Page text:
The Smoked Breakfast Porter was a little more complicated:
1oz Willamette first-wort hops
4oz each Roasted Barley, Black Patent Malt, Chocolate Malt steep for 30min
.5oz Tettnang boil 60 min
1oz Goldings boil 20 min
8.5 oz Grade B Maple Syrup boil 5 min
This one got WLP013 London Ale Yeast, which supposedly has smokey, oakey esters.  After primary fermentation, we’ll rack it to a carboy and add coarse-ground coffee and more maple syrup.  With the addition of these beers, we have a pretty full laundry room… er, fermentation chamber.  The dry-hopped IPA and Pale Ale will be ready to bottle in a few days, while the pineapple saison is still sitting in the secondary with the brett and pineapple.  In a few days we’ll add a bag of frozen pineapple, some sugar and yeast nutrient, and maybe some dregs from a bottle of Orval.  We’ll let it sit and funkify at least another month, then dry hop it and bottle in some Belgian bottles.
Go Vols!  Don’t let us down… again. AIN’T NO SMOGGY SMOG ON ROCKY TOP…
…but apparently there is plenty of rain.  We decided to work on our smoked beers during the two rainiest days so far this summer.  The success of last year’s Rocky Top Rauch (and complete failure of the Vols) inspired us to make a second attempt at a rauchbier, plus a smoked breakfast porter.  After consulting SEC rival forcera on smoking your own malt, we decided to put our smoker to (less than ideal) use.  We didn’t have time to construct screens for the malt to rest on, so I bought some cake pans and went Breaking Bad on them with a prison shank.  We split six pounds of 2-row in these perforated pans and smoked them with cherry wood for about five hours, misting and turning the grains whenever the intermittent monsoon would let us.  Though two days of biblical flooding may be an ominous portent for another Vols losing season, Chad remains optimistic and predicts an 8-4 record.  Cuz we know how well that prediction turned out last year.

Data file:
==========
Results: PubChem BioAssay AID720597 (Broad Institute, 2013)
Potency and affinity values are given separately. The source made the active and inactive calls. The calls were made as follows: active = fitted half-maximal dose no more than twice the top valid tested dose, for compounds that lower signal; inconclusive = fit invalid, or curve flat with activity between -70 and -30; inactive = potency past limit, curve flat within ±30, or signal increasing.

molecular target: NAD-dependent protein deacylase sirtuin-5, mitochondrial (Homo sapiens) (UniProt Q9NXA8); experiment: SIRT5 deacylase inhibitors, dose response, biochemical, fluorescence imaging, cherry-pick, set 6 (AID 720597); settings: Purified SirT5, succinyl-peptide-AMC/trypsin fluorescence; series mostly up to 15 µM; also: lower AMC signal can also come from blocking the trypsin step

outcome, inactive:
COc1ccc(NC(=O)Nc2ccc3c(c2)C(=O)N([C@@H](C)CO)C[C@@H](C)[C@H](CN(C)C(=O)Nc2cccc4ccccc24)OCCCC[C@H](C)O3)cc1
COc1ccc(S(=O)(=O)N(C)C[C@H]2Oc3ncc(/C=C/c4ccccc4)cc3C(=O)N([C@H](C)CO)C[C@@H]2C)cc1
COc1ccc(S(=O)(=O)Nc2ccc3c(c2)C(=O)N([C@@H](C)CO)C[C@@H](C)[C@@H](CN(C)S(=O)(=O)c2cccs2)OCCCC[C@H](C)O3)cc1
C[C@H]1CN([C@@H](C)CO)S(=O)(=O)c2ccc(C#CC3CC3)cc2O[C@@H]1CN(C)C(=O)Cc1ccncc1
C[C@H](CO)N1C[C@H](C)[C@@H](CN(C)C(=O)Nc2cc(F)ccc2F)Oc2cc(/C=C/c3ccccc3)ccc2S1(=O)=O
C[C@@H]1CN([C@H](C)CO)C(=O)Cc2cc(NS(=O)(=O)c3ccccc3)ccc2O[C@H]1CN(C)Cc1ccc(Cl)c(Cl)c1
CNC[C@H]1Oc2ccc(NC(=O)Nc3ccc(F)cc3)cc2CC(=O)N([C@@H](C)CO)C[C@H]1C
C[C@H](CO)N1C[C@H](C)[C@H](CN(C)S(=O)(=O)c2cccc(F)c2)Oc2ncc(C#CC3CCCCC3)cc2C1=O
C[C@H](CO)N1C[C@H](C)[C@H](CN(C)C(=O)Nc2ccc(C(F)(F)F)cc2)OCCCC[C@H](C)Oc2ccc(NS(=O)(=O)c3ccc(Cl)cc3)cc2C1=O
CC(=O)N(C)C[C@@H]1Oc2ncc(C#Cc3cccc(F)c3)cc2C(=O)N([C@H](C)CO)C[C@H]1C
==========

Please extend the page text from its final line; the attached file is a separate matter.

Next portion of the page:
Recipe:
12oz Carapils
1# Dingeman’s Smoked Malt
1# Crystal 120 L
2# Vienna
5# Munich
6# Cherry-smoked 2-row
6.25# 2-row
Mash at 153 for 60 min
The Rocky Top Rauch was a pretty simple boil, with a single bittering charge of 1oz Perle at 50min and .5oz Tettnang at flame-out.  We pitched a starter of WLP060 American Ale Blend.
The Smoked Breakfast Porter was a little more complicated:
1oz Willamette first-wort hops
4oz each Roasted Barley, Black Patent Malt, Chocolate Malt steep for 30min
.5oz Tettnang boil 60 min
1oz Goldings boil 20 min
8.5 oz Grade B Maple Syrup boil 5 min
This one got WLP013 London Ale Yeast, which supposedly has smokey, oakey esters.  After primary fermentation, we’ll rack it to a carboy and add coarse-ground coffee and more maple syrup.  With the addition of these beers, we have a pretty full laundry room… er, fermentation chamber.  The dry-hopped IPA and Pale Ale will be ready to bottle in a few days, while the pineapple saison is still sitting in the secondary with the brett and pineapple.  In a few days we’ll add a bag of frozen pineapple, some sugar and yeast nutrient, and maybe some dregs from a bottle of Orval.  We’ll let it sit and funkify at least another month, then dry hop it and bottle in some Belgian bottles.
Go Vols!  Don’t let us down… again. AIN’T NO SMOGGY SMOG ON ROCKY TOP…